Exhibition of protest art from Oaxaca opens at Fowler Museum July 20
By Stacey Ravel Abarbanel May 19, 2008 Category: Arts & Humanities
In 2006, the Mexican state of Oaxaca experienced seven months of social and political conflict that resulted in at least 18 deaths and the temporary occupation of Oaxaca City by the Popular Assembly of the Peoples of Oaxaca (APPO), a confederation of local citizens, teachers, union members and representatives of indigenous communities.
Strong-arm tactics used by city and state officials against APPO activists and other public demonstrators inspired a group of designers and artists, products of Oaxaca's acclaimed visual arts programs, to use the city walls as a canvas to convey their outrage over social injustice. A selection of more than 30 wood-block prints and stencils created by these artists, who call themselves the Assembly of Revolutionary Artists of Oaxaca (ASARO), will be displayed at the Fowler Museum at UCLA from July 20 through Dec. 7 in the exhibition "La Tinta Grita/The Ink Shouts: The Art of Social Resistance in Oaxaca, Mexico."
The bold designs and cleverly worded messages of the ASARO artists evoke a Mexican history of portraying social themes graphically, in the tradition of José Guadalupe Posada, David Alfaro Siqueiros, José Clemente Orozco, Diego Rivera and Francisco Toledo. The ASARO artists remain anonymous, both to avoid persecution and to emphasize that it is the causes they voice through their art collectively that are important, not their individual identities.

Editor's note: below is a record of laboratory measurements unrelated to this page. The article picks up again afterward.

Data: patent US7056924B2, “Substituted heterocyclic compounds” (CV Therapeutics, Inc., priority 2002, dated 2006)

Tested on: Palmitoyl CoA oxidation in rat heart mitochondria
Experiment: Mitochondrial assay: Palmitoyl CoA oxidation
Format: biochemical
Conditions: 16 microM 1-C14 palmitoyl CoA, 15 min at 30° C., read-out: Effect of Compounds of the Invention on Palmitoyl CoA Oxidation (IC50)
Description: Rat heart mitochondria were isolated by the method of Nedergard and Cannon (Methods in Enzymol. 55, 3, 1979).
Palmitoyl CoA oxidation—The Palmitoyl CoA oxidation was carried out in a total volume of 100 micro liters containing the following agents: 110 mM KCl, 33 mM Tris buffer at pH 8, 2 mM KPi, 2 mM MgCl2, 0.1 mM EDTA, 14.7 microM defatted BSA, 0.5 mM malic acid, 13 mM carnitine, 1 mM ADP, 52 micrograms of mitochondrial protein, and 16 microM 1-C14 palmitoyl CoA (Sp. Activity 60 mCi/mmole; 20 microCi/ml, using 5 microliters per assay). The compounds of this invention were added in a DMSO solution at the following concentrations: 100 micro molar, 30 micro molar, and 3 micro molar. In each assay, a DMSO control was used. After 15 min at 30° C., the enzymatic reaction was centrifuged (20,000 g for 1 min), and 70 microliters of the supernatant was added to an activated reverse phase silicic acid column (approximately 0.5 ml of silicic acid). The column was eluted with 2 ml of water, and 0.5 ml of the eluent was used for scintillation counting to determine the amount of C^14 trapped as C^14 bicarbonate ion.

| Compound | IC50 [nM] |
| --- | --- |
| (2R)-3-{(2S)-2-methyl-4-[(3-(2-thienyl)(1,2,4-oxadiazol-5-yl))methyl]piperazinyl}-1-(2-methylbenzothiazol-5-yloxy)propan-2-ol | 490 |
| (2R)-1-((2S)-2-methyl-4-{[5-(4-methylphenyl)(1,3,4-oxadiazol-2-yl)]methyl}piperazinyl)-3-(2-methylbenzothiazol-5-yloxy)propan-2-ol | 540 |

The ASARO manifesto states, "Our mission is to take our artistic expression to the streets, to popular spaces, to raise consciousness about the social reality of the modern form of oppression that our people face."
Some of the prints reference Ulises Ruiz Ortiz, governor of Oaxaca state, who is blamed for initiating the acts of repression that led to months of violent street demonstrations pitting the APPO against city and state police. Several works portray famed Mexican revolutionaries like Emiliano Zapata, while others depict or are inspired by recent events.
"La Tinta Grita/The Ink Shouts" is curated by John Pohl, curator of the arts of the Americas at the Fowler Museum, and Kevin McCloskey, a professor in the department of communication design at Kutztown University in Pennsylvania.
"La Tinta Grita/The Ink Shouts: The Art of Social Resistance in Oaxaca, Mexico" will be on view in the Fowler Museum's Goldenberg Galleria.
The Fowler is open Wednesdays through Sundays from noon to 5 p.m. and Thursdays from noon to 8 p.m. The museum is closed Mondays and Tuesdays. The Fowler Museum, part of UCLA's School of the Arts and Architecture, is located in the north part of the UCLA campus. Admission is free. Parking is available for $8 in Lot 4. For more information, the public may call 310-825-4361 or visit www.fowler.ucla.edu.